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Quebec’s film industry has always been a rich and vibrant one, and many Quebecois’ films are smash hits at the local box office. Handsome heartthrobs such as Roy Dupuis‘ are huge stars at home, so much so that they rarely have a need to travel to Hollywood to find the kind of fame and fortune they already enjoy in Quebec.

For the most part, Hollywood hasn’t shown a huge amount of interest in Quebec either, save for some noteworthy Oscar nominations (Incendies, Monsieur Lazhar and War Witch, most recently) and wins (Denys Arcand’s The Barbarian Invasions). And in the more English-speaking parts of Canada, Quebecois films occasionally penetrate (Bon Cop, Bad Cop was a big hit everywhere), but for the most part the English and French-language industries have relatively little crossover.

Hollywood Comes Knocking

The respectful distance between the English and French film industries in North America may be disappearing however, as both Hollywood and the English Canadian industries have come knocking on Quebec’s door twice recently, and two French Canadian films are currently getting the English-language treatment. Interestingly, directorial control over both films has been left in the hands of Canucks, so the Canadian influence will remain.

In fact, this isn’t the first time that Hollywood has mined Quebecois cinema for a remake. Michel Poulette’s little known (outside of Quebec, that is) 1994 comedy Louis 19, le roi des ondes was a prescient and hilarious commentary on what would eventually become our reality-TV obsessed present. It was remade by Ron Howard in 1999 as edTV, which starred Matthew McConaughey in the lead role.

seducing-doctor-lewis

A scene from “La grande séduction” – coming to an English-language movie screen near you

On the current Quebecois remake slate includes The Grand Seduction, which is based on a 2003 film of approximately the same name, La grande seduction (though the French original was translated into English as Seducing Dr. Lewis), by Jean-Francois Pouliot. The new version is being directed by Canadian cinematic Jack-of-all-trades Don McKellar, and will star a mostly Canadian cast, including Liane Balaban, Gordon Pinsent and Taylor Kitsch, who is probably best known for his starring role on the hit NBC show Friday Night Lights. The Grand Seduction is being filmed in Newfoundland, and will remain relatively faithful to the original story, about a big city doctor who is lured to a small, rural fishing village, where locals have been promised a new factory if they can secure a full time doctor – which of course leads to all kinds of schemes to make it happen.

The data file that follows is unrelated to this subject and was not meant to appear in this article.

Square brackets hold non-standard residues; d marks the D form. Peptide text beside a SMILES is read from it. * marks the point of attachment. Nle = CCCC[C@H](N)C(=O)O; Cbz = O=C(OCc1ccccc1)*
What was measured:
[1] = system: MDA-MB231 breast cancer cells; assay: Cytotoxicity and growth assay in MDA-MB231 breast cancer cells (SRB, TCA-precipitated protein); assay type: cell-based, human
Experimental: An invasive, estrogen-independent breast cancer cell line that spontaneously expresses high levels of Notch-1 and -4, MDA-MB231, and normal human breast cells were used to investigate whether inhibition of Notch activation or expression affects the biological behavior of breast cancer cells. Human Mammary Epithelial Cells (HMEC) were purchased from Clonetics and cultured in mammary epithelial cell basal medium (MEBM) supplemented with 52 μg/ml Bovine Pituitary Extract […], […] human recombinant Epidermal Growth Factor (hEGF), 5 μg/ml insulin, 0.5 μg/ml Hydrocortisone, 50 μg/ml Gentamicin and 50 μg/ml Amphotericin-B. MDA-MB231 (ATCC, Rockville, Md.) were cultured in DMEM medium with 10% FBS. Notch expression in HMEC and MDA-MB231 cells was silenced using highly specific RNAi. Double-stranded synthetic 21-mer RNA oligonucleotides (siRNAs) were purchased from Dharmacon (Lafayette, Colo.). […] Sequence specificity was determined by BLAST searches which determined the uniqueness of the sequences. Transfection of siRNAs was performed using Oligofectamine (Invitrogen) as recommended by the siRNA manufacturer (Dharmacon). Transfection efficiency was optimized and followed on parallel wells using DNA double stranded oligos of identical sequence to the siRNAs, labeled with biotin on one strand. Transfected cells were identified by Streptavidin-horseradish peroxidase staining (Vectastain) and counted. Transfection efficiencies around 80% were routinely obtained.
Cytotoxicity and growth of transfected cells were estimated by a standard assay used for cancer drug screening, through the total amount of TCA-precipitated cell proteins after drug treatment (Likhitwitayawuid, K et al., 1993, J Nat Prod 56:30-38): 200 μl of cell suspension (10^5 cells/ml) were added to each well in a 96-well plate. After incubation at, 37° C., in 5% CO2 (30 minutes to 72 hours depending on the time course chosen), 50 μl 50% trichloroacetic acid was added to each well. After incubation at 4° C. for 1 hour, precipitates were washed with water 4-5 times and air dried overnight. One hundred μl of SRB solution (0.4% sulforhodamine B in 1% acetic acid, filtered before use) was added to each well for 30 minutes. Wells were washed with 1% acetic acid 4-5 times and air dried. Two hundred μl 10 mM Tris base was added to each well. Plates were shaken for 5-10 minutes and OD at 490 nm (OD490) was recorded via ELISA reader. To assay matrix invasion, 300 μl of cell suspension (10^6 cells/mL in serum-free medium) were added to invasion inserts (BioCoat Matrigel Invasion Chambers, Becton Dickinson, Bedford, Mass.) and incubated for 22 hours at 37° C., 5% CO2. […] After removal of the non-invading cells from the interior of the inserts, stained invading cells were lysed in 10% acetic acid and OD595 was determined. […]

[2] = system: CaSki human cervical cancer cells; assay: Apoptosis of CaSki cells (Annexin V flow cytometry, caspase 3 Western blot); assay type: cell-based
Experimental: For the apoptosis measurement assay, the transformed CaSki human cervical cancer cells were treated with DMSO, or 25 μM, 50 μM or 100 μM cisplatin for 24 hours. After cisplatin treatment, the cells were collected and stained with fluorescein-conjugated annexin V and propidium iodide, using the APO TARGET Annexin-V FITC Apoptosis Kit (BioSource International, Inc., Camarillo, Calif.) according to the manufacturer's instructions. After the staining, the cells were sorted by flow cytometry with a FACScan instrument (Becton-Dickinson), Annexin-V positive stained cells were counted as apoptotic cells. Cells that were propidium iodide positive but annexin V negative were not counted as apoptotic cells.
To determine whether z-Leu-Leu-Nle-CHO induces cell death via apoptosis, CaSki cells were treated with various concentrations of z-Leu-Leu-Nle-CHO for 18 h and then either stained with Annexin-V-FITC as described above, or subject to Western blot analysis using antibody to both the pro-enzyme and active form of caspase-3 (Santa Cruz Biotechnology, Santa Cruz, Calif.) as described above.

The second film on the remake slate is Ken Scott’s Starbuck, a festival fave and box office hit in Quebec in 2011. The as-yet untitled remake is being adapted by Scott himself, who will presumably be injecting the film with a bit of American flavour. Casting for the film was confirmed to include Vince Vaughn in the lead role played by Patrick Huard in the original. The charming comedy centres on an immature middle-aged dude (Vaughn) who struggles to convince his pregnant girlfriend that he is indeed ready for fatherhood, only to discover that he’s already a Dad 500 times over, due to an old habit of earning quick cash at sperm banks. When hundreds of his progeny petition to meet their biological father, hilarity inevitably ensues.

The Ken Scott Connection

The connection between these two films is Ken Scott. He wrote Le grande seduction and was originally slated to adapt and direct the remake until the remake rights to Starbuck were snapped up by DreamWorks and Scott managed to get himself attached as writer/director. Scott promptly passed the directing torch for The Grand Seduction to Don McKellar, though he retains the job of writing the adaptation.

Scott has been an active and prolific writer in Canada for many years and has three directing credits under his belt already, but with the sudden explosion in interest in his older works, he’s poised to cross over from being a respected writer and director who’s “big in Quebec” to one who’s recognized internationally.

Hopefully the same will eventually be true of French Canadian films as well.

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